Burned on buyout, Daiichi to steer Ranbaxy ops

We're wondering whether Daiichi Sankyo has buyer's remorse. The Japanese company reported big losses from its new Indian subsidiary Ranbaxy Laboratories today--losses that took an enormous chunk out of Daiichi's stake in the firm. That ownership percentage now is worth less than a third of its purchase price; $1.4 billion compared with $4.9 billion just last year. And Daiichi expects Ranbaxy to continue to lose money, eroding its own annual results for fiscal 2009.

Daiichi bought majority ownership in Ranbaxy last year in a deal that made the company's founding Singh family even more wealthy than it was before. But soon after the deal closed, Ranbaxy was hit with a ban on U.S. imports; plant employees were accused of falsifying inspection records and the FDA wasn't happy with the company's quality control.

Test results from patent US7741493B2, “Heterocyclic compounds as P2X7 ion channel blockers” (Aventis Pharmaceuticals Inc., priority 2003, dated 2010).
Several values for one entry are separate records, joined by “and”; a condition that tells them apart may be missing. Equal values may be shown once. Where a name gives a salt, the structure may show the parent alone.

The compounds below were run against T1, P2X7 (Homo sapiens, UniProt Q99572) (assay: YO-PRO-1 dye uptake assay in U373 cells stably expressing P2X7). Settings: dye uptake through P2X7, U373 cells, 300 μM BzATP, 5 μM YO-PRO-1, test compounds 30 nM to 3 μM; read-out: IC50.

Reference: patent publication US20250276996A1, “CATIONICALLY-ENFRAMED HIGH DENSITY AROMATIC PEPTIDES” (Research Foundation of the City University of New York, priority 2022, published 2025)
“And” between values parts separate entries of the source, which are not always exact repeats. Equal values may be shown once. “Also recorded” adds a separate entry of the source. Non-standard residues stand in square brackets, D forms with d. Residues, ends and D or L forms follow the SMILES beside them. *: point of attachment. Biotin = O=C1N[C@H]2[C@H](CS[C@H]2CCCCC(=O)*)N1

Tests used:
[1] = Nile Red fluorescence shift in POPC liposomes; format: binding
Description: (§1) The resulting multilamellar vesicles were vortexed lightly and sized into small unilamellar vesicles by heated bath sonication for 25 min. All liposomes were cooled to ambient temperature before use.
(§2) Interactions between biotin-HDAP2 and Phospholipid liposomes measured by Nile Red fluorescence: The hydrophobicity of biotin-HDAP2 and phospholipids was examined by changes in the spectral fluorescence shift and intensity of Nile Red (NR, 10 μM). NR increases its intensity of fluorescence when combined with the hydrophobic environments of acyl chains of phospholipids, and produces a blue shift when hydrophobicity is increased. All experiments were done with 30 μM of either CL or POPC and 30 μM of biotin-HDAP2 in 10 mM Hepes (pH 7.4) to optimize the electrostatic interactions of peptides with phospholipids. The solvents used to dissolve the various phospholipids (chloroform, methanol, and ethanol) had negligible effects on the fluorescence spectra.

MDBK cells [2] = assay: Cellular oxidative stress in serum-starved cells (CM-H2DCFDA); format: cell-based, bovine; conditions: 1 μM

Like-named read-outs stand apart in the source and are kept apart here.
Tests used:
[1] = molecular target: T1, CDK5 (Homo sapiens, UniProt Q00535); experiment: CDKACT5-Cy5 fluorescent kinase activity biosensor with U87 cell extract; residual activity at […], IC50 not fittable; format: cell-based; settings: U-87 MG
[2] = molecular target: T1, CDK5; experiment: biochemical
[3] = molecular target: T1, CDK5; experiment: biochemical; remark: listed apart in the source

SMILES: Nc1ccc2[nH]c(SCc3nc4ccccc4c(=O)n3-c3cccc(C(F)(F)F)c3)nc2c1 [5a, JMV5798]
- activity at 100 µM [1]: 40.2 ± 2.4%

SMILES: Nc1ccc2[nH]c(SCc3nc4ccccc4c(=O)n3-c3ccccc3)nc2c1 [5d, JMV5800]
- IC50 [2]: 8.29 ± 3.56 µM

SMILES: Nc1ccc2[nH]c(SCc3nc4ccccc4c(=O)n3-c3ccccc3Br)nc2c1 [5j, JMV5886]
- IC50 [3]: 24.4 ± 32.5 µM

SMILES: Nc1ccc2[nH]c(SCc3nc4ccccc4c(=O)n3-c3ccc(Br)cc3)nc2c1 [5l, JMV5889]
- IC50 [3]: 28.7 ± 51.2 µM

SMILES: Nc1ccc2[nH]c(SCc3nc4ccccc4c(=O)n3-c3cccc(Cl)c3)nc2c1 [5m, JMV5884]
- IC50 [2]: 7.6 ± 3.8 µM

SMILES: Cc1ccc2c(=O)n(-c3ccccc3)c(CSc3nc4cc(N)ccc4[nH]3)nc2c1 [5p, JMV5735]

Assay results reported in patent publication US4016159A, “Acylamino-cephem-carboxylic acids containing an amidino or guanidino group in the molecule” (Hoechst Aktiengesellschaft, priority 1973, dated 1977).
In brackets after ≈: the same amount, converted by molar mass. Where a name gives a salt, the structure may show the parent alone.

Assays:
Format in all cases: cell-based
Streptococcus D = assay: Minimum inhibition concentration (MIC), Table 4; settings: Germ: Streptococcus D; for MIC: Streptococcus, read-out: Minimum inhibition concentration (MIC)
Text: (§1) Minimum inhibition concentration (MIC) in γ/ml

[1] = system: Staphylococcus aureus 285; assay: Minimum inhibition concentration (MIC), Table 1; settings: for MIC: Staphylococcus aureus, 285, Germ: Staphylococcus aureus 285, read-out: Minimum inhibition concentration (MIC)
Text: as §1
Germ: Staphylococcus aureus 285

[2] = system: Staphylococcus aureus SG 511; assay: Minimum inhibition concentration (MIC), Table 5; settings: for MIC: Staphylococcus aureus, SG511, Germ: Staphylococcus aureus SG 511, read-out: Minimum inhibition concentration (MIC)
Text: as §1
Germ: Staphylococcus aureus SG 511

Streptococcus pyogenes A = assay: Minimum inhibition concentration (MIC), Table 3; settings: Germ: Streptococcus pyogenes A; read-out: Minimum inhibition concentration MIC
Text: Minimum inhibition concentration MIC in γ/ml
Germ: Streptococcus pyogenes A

And now, Daiichi isn't happy with Ranbaxy's management. So unhappy that it's going to take charge itself, President Takashi Shoda told a news conference. "The key to turning around Ranbaxy's earnings is to resolve its problems with the FDA," Shoda said (as quoted by Reuters). "As Ranbaxy is now an important part of Daiichi Sankyo, Daiichi Sankyo aims to resolve the problems by getting actively involved in Ranbaxy's management."

Meanwhile, Daiichi and Ranbaxy have been negotiating with the FDA about getting Ranbaxy's meds back on track. No specifics on those discussions yet, though.

- read the Reuters news

Suggested Articles

The cleaning procedures are so poor at a Zydus Cadila plant in India that the FDA says a sampling found 10 different cross-contaminated products.

Oklahoma politicians contend J&J should be on the line for future abatement costs even after a $572 million verdict, but J&J sees things differently.

Abbott helmsman Miles White, who oversaw the spinoffs of AbbVie and Hospira, will step down as CEO after 21 years at the top job.